Friday, February 5, 2010

Another attempt...


WHO:    Every child that has ever whined that it isn’t his/her fault that there is a big red F on their paper, and even some of the kids that bring home papers without big red Fs because in some truly moronic schools teachers aren’t allowed to grade that way any more.

WHAT:    Somewhere along the line, schools have become very confusing places.  Like so many other things in modern culture, the pendulum has swung from one extreme to the other.  Believe me, if Sister Mary So and So smacked the crap out of my kid, the way she did me, I would be all over her, but come on now, not marking a paper in red because it will hurt the child’s self esteem and is frightening?

WHEN:    Somewhere between when I was a child, and a paper full of red ink meant that you were going to be sitting at the kitchen table, books, papers and all other school paraphernalia lined up like a fortress, so that your mom couldn’t actually see that your eyes had glazed over, and you were just sitting there wondering if Sister Mary So and So had hair, and now.

WHERE:    Virtually every school, with the exception of an enlightened few, that have gone back to the best of the basics and added the best of today.

WHY:     I remember my child playing in a sport.  Badly.  He wanted to quit.  I said ‘Excuse you?  Um, no, you started it, you’ll finish it.’  He did.  Begrudgingly.   We went to the award ceremony to cheer on those who actually had talent, aptitude, and, you know, interest.  To my child’s shock, and horror, he got the same little trophy as a friend of his that is a truly talented individual. 

It didn’t build my son up.  He isn’t stupid.  He knows that particular sport is not his area of expertise.  How insulting, to be given a trophy for something you do badly.  Not only does it make it appear that the adults in the world are liars, but it pulled the other kid down as well.  His trophy wasn’t worth much if someone with no aptitude for the sport got the same thing.   So, the message is – doesn’t matter if you are good at something or not.  School or sport, no child is left behind, what a motivator that is.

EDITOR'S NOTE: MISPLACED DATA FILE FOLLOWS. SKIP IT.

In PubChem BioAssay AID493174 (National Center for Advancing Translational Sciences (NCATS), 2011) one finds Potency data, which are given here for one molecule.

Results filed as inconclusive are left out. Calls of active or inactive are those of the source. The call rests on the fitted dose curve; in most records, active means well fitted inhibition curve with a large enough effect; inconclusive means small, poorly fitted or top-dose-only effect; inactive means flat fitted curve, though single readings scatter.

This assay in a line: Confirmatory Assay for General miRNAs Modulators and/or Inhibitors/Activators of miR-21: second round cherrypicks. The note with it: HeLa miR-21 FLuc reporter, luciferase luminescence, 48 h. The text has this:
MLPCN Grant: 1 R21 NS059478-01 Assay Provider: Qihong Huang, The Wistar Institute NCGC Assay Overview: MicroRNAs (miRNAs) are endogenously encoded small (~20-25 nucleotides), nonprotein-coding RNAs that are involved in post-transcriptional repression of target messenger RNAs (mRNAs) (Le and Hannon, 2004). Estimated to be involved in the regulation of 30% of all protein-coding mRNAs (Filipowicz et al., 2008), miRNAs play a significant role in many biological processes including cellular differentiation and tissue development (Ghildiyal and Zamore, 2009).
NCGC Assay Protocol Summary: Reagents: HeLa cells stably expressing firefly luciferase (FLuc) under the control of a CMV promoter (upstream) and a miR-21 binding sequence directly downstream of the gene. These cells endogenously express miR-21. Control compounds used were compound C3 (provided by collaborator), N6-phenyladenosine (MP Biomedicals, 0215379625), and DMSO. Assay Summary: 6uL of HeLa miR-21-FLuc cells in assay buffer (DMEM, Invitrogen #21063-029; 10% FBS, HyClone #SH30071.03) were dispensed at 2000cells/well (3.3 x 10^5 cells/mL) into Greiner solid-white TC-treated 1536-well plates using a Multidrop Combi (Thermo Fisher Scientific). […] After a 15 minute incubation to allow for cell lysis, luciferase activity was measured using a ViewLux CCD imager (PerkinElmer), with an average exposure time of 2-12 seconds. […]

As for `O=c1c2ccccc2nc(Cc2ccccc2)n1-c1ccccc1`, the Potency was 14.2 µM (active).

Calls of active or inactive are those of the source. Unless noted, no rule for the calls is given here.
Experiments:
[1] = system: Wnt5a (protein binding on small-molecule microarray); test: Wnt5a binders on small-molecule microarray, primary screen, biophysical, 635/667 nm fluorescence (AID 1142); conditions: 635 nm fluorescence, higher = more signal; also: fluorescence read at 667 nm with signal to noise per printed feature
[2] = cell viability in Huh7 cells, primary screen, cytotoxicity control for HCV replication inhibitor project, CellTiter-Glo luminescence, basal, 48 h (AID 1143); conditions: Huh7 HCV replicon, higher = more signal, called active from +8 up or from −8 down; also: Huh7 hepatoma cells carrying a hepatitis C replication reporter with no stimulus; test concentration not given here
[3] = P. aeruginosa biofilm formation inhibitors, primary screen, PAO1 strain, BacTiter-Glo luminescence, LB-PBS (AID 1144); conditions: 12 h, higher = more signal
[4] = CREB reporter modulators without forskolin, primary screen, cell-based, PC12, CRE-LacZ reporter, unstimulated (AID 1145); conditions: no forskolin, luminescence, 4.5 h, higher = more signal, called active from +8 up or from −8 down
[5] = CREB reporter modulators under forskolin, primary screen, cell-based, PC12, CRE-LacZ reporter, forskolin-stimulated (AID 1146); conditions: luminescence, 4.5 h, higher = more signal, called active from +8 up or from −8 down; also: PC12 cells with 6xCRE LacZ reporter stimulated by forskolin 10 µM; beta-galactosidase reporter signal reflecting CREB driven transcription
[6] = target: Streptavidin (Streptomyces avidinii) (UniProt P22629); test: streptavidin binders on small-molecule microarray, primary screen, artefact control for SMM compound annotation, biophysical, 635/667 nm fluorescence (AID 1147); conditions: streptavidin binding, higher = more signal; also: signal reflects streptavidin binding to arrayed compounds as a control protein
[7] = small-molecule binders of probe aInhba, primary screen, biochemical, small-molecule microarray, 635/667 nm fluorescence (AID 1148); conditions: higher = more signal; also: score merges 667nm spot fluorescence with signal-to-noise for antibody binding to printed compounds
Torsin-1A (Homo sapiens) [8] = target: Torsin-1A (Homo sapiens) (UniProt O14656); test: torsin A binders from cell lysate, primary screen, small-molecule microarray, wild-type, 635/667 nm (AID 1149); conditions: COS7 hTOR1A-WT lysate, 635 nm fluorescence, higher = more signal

Think about it.  You go to work tomorrow.  Your boss says, ‘I’ve got great news.  Ms. Johnson has put in 43 hours of overtime, each week, for the last two months, pulling together a project we’d given up for dead.  She pulled in resources we didn’t even know existed.  She singled handedly pulled our fat out of the fire, and furthermore, we have new business coming in the front door, due to her extraordinary efforts.  Ms. Johnson, as a token of our great appreciation, we have split your bonus up among everyone in the company.  Each of us will now have an extra $12.17 in our paycheck.  We are grateful. 

Unless Ms. Johnson has issues that go way beyond anything I can define here, next time there is a dying project, Ms. Johnson is going to be home watching TV and trying to decide if Nutella is really as good as the beauty on the Food Channel claims it is.

That is what we do to our kids.  All day.  Every day.  And we wonder why the gifted 3rd grader, turns into the obnoxious 7th grader, to the uninterested 9th grader to the kid that won’t even bother with his GED.

1 comment:

Anonymous said...

This is so true!


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